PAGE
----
Try Our Apps


Supposedly vs. Supposably


[nik-erz] /ˈnɪk ərz/
noun, (used with a plural verb)
Also, knickerbockers
[nik-er-bok-erz] /ˈnɪk ərˌbɒk ərz/ (Show IPA)
. loose-fitting short trousers gathered in at the knees.
Chiefly British.
  1. a bloomerslike undergarment worn by women.
  2. panties.
British Informal. a woman's or girl's short-legged underpants.
to get one's knickers in a twist, British Slang. to get flustered or agitated:
Don't get your knickers in a twist every time the telephone rings.
Origin of knickers
1880-85; shortened form of knickerbockers, plural of knickerbocker, special use of Knickerbocker Unabridged
Based on the Random House Dictionary, © Random House, Inc. 2015.
Cite This Source
Examples from the Web for knickers
Contemporary Examples
Historical Examples
  • Yes, she told us, Claire was in the water with the others, probably among the deeper ones who were getting their knickers wet.

  • His knickers had dried upon him, but his coat was still very damp.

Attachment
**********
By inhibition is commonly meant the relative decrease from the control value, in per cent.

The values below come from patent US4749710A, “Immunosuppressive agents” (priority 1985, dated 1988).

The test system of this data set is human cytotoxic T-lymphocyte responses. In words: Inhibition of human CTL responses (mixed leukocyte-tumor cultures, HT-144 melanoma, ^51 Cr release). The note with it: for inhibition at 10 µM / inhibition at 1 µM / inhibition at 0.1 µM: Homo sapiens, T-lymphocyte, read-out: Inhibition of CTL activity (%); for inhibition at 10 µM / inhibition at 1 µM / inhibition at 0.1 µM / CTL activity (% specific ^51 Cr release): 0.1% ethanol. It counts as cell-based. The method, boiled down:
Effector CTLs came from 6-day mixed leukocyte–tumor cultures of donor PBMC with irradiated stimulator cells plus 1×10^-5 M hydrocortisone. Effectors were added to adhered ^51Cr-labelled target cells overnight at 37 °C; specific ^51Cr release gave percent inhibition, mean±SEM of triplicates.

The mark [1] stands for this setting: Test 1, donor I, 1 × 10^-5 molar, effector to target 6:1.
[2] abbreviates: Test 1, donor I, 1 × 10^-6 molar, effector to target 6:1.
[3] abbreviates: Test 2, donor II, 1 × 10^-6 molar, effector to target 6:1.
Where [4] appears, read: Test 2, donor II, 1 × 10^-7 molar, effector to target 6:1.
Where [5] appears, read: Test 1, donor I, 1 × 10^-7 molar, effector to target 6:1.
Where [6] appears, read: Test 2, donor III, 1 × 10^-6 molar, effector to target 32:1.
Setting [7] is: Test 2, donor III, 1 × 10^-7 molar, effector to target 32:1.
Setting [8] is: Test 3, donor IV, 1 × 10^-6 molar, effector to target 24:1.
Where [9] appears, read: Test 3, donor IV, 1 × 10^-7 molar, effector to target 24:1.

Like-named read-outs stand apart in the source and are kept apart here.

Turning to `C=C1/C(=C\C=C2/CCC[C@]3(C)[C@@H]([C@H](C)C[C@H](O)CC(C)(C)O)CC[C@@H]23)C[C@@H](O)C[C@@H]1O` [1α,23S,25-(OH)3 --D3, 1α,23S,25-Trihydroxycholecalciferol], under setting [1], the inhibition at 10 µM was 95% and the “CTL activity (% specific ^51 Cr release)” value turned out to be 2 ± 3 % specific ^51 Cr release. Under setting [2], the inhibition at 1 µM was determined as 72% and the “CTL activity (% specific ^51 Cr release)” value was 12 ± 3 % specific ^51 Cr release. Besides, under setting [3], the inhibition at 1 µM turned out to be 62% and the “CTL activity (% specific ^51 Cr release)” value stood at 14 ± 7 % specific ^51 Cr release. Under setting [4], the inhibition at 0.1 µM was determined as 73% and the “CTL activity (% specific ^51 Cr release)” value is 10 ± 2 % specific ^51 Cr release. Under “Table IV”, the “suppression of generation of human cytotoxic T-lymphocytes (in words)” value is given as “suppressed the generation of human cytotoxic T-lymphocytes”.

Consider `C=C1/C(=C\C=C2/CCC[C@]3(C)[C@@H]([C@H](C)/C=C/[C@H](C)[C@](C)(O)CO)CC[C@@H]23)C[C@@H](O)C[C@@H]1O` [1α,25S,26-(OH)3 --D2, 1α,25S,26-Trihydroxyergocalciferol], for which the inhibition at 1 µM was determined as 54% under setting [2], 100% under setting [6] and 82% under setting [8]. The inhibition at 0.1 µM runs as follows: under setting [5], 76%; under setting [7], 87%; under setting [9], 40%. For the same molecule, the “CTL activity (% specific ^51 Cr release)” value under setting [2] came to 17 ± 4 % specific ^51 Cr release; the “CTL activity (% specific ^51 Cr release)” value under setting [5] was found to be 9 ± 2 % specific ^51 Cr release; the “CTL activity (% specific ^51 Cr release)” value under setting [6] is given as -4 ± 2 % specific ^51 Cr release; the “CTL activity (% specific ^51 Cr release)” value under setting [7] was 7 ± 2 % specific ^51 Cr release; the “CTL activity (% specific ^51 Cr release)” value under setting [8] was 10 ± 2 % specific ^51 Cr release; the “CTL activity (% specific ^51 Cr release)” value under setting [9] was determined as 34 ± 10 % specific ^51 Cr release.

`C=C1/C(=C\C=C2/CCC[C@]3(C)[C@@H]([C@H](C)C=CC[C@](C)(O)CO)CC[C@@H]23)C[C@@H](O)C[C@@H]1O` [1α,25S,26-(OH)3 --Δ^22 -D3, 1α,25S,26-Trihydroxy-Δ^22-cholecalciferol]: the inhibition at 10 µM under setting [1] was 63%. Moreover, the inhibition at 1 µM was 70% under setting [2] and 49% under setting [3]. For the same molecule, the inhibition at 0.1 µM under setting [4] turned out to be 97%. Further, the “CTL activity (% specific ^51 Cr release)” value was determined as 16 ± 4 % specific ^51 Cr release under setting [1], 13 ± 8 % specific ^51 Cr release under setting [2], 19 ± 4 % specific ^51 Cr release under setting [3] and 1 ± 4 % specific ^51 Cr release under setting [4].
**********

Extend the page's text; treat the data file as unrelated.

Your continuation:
The Girls of St. Olave's Mabel Mackintosh
  • They won't let her leave the Turkey-twill knickers and the short skirt.

    Somehow Good William de Morgan
  • It was not in that pocket, nor in the one on the other side, nor in his knickers.

    Wood Magic Richard Jefferies
  • Then, digging deep in her knickers pocket, she dragged forth a new five dollar bill.

    Gypsy Flight Roy J. Snell
British Dictionary definitions for knickers


plural noun
an undergarment for women covering the lower trunk and sometimes the thighs and having separate legs or leg-holes
a US variant of knickerbockers
(slang) get one's knickers in a twist, to become agitated, flustered, or upset
Word Origin
C19: contraction of knickerbockers
Collins English Dictionary - Complete & Unabridged 2012 Digital Edition
© William Collins Sons & Co. Ltd. 1979, 1986 © HarperCollins
Publishers 1998, 2000, 2003, 2005, 2006, 2007, 2009, 2012
Cite This Source
Word Origin and History for knickers

"short, loose-fitting undergarment," now usually for women but not originally so, 1866, shortening of knickerbockers (1859), said to be so called for their resemblance to the trousers of old-time Dutchmen in Cruikshank's illustrations for Washington Irving's "History of New York" (see knickerbocker).

Online Etymology Dictionary, © 2010 Douglas Harper
Cite This Source
Slang definitions & phrases for knickers


The Dictionary of American Slang, Fourth Edition by Barbara Ann Kipfer, PhD. and Robert L. Chapman, Ph.D.
Copyright (C) 2007 by HarperCollins Publishers.
Cite This Source

Word of the Day

Difficulty index for knickers

Few English speakers likely know this word

Word Value for knickers

Scrabble Words With Friends

Nearby words for knickers